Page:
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Selection Based on FOXA2 Expression Is Not Sufficient to Enrich for Dopamine Neurons From Human Pluripotent Stem Cells.

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Stem Cells Transl Med 2014 Jul;

Authors: Julio Cesar Aguila, Alexandra Blak, Joris van Arensbergen, Amaia Sousa, Nerea Vázquez, Ariane Aduriz, Mayela Gayosso, Maria Paz Lopez Mato, Rakel Lopez de Maturana, Eva Hedlund, Kai Sonntag, Rosario Sanchez Pernaute

Human embryonic and induced pluripotent stem cells are potential cell sources for regenerative approaches in Parkinson disease. Inductive differentiation protocols can generate midbrain dopamine neurons but result in heterogeneous cell mixtures. Therefore, selection strategies are necessary to obtain uniform dopamine cell populations. Here, we developed a selection approach using lentivirus vectors to express green fluorescent protein under the promoter region of FOXA2, a transcription factor that is expressed in the floor plate domain that gives rise to dopamine neurons during embryogenesis. We first validated the specificity of the vectors in human cell lines against a promoterless construct. We then selected FOXA2-positive neural progenitors from several human pluripotent stem cell lines, which demonstrated a gene expression profile typical for the ventral domain of the midbrain and floor plate, but failed to enrich for dopamine neurons. To investigate whether this was due to the selection approach, we overexpressed FOXA2 in neural progenitors derived from human pluripotent stem cell lines. FOXA2 forced expression resulted in an increased expression of floor plate but not mature neuronal markers. Furthermore, selection of the FOXA2 overexpressing fraction also failed to enrich for dopamine neurons. Collectively, our results suggest that FOXA2 is not sufficient to induce a dopaminergic fate in this system. On the other hand, our study demonstrates that a combined approach of promoter activation and lentivirus vector technology can be used as a versatile tool for the selection of a defined cell population from a variety of human pluripotent stem cell lines.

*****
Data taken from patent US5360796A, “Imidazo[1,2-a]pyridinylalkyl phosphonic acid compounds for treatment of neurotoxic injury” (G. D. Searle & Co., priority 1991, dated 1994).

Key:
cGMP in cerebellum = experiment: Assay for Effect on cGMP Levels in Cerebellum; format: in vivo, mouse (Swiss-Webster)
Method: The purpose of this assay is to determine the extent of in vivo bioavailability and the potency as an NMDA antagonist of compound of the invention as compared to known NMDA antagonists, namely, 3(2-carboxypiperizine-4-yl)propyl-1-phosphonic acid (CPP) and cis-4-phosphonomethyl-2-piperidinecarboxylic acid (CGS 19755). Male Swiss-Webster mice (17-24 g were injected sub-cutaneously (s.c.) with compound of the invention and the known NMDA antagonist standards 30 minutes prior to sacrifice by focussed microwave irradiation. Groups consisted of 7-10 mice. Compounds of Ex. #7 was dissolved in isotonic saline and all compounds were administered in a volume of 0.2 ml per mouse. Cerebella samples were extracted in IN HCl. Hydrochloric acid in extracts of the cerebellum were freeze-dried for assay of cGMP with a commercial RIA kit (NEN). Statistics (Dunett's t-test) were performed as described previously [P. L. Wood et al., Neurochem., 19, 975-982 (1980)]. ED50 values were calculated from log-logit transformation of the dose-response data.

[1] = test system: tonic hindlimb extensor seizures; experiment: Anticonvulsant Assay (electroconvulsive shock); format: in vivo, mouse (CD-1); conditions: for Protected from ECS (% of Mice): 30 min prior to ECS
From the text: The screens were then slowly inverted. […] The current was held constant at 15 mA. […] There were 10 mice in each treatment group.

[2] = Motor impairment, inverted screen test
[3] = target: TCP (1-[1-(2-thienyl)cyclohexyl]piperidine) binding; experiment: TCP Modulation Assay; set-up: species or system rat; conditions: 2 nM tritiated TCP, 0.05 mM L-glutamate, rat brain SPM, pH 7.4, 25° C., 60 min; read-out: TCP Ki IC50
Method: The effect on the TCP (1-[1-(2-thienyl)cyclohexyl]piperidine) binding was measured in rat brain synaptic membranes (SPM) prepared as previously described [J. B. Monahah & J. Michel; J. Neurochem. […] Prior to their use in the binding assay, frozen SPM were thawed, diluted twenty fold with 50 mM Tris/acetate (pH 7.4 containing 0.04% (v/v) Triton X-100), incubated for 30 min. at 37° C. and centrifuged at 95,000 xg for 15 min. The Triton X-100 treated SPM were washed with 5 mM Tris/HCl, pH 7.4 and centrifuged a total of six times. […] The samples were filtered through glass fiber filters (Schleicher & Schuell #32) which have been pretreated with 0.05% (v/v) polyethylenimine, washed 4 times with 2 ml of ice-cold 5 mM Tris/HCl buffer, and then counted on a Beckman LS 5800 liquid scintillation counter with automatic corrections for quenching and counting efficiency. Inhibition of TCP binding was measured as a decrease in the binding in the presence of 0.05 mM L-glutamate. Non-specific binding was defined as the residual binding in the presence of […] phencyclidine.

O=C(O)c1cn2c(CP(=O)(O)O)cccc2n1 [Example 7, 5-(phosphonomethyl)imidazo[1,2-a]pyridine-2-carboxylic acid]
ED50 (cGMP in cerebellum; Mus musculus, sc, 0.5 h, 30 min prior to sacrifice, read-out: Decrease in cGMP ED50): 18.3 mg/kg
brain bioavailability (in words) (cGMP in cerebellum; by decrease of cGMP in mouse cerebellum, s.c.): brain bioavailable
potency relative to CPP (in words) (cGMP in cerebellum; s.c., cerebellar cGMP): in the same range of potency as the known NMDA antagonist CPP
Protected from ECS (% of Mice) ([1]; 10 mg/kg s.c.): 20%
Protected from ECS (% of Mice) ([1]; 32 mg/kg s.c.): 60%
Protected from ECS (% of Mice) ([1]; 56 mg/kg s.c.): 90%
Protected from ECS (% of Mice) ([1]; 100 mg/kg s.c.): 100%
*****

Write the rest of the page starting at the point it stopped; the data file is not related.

PMID: 25024431 [PubMed - as supplied by publisher]

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